Naturally I stopped, apologised profusely and asked if she was hurt. She was unable to answer and I could only assume she was too shocked to speak or was under the influence of alcohol or medication, and therefore too befuddled to notice the oncoming car. In any case there was no visible injury.

I didn't think I was in any way to blame, as I looked carefully at the zebra crossing while approaching it, and didn't see anyone about to cross. But this particular judge might have thought otherwise as "motorists must be prepared at all times for people to behave in unexpected ways."

Do you think the judge was right? Or wrong?

PS (later on Friday) The cyclist has been ordered to pay around £100,000 in compensation and costs, which he says will leave him bankrupt. The woman has been awarded £4,161.79 in damages. So in financial terms the cyclist is seen as around 25 times more guilty than the woman.

PPS (Saturday) A friend of the cyclist has set up a GoFundMe page to help him pay the legal bill. She has so far raised over £50,000. He may need less than first thought, as the £100,000 was the sum asked for by the pedestrian, while the judge indicated that £10,000 would be more appropriate (the exact sum will be decided at a final hearing later).

Monday 17 June 2019

Fancy a chat?

The growing problem of loneliness has prompted a new initiative you might call "opportun-ities to chat". Coffee shops have introduced "chat areas" and train companies are experimenting with "chat carriages".

The idea is that people who want some social contact can head for these chat areas and strike up conversation with others in the same boat.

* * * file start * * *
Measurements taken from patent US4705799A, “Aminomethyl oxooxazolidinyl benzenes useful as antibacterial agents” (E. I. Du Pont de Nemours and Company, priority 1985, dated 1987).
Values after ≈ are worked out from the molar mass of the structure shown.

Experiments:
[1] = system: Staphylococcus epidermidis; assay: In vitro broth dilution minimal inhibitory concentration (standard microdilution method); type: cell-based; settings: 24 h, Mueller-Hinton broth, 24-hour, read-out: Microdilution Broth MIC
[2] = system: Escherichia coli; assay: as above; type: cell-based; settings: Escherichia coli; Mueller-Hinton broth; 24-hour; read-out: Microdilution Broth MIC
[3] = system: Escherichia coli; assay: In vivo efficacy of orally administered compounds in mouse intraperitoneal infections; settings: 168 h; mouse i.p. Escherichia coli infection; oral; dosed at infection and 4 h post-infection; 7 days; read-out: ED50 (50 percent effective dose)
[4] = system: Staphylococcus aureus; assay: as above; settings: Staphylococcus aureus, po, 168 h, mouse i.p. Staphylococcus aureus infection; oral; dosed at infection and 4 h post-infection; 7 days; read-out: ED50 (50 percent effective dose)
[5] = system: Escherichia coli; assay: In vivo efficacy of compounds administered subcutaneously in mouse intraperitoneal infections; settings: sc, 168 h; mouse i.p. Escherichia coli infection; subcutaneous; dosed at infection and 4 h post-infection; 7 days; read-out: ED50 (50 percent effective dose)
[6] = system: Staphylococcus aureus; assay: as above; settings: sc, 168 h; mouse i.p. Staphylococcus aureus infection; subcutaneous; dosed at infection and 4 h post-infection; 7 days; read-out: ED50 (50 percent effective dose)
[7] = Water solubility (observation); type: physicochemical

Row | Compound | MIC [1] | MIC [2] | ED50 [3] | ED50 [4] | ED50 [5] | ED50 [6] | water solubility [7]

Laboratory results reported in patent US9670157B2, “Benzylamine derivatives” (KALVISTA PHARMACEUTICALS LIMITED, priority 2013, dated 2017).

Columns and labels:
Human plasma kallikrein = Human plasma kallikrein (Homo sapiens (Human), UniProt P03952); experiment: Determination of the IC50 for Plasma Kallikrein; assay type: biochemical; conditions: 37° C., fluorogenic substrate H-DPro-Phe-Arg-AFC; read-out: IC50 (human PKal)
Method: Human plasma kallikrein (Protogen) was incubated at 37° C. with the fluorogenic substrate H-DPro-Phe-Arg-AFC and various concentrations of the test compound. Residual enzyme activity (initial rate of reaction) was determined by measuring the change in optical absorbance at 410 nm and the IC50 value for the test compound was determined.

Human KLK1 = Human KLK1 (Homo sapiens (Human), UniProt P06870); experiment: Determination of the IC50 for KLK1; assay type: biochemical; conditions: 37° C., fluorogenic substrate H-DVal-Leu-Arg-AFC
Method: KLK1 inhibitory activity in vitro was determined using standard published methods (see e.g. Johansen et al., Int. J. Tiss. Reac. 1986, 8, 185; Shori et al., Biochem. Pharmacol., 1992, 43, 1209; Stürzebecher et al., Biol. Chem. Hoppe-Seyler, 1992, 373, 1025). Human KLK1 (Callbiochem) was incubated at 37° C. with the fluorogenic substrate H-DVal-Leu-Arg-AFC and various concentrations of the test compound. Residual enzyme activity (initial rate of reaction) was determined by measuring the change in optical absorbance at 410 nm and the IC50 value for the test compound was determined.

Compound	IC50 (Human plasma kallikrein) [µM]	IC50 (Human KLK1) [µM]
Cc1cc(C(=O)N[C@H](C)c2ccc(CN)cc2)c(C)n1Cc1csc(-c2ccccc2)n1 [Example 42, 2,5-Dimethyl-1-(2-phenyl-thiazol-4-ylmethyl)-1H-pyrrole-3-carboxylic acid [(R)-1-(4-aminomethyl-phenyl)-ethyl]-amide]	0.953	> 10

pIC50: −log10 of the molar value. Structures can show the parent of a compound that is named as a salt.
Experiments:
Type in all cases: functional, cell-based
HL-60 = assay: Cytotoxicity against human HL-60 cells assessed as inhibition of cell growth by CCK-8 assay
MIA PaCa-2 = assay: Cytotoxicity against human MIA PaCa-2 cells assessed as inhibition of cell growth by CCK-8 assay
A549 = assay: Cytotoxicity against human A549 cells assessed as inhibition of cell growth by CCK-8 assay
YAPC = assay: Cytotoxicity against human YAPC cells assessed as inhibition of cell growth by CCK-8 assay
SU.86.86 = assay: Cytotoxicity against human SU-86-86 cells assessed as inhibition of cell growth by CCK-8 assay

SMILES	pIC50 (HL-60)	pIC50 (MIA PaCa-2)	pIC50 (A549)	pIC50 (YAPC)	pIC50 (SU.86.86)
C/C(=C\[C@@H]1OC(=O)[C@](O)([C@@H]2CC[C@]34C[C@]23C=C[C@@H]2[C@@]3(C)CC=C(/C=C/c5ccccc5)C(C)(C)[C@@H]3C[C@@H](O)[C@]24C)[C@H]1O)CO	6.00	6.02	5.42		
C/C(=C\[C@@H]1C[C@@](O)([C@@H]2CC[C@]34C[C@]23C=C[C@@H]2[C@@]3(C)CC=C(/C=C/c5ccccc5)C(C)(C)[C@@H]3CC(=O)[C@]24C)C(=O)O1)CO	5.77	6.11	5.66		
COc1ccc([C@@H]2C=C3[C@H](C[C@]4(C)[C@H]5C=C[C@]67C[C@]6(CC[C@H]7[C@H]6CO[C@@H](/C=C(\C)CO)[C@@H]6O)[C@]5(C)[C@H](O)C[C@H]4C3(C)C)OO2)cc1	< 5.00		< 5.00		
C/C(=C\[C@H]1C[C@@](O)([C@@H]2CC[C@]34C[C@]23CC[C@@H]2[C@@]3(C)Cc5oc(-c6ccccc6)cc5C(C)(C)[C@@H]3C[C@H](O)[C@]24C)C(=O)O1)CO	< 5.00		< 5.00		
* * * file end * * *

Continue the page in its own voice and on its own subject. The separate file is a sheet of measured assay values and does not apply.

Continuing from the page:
Alexandra Hoskyn was 33 when she started the Chatty Café Scheme three years ago. Her son, Henry, was four months old and she felt isolated and deprived of adult company. So she encouraged coffee shops to set up chat areas where lonely people could meet and talk.

Now more than 1,000 cafés, hospitals, council offices, supermarkets and other venues have set up chat tables and the trend is catching on.

It seems like a great idea to me. You can chat to someone knowing they also want to chat, instead of risking a brush-off or just keeping yourself to yourself.

I don't know of any such "chat areas" in Northern Ireland, although Costa Coffee and Sainsbury's have introduced them elsewhere. Mind you, the Northern Irish are naturally chatty and will natter away to anyone anywhere. Sit next to someone on the bus and you could very well hear their entire life story by the end of the journey.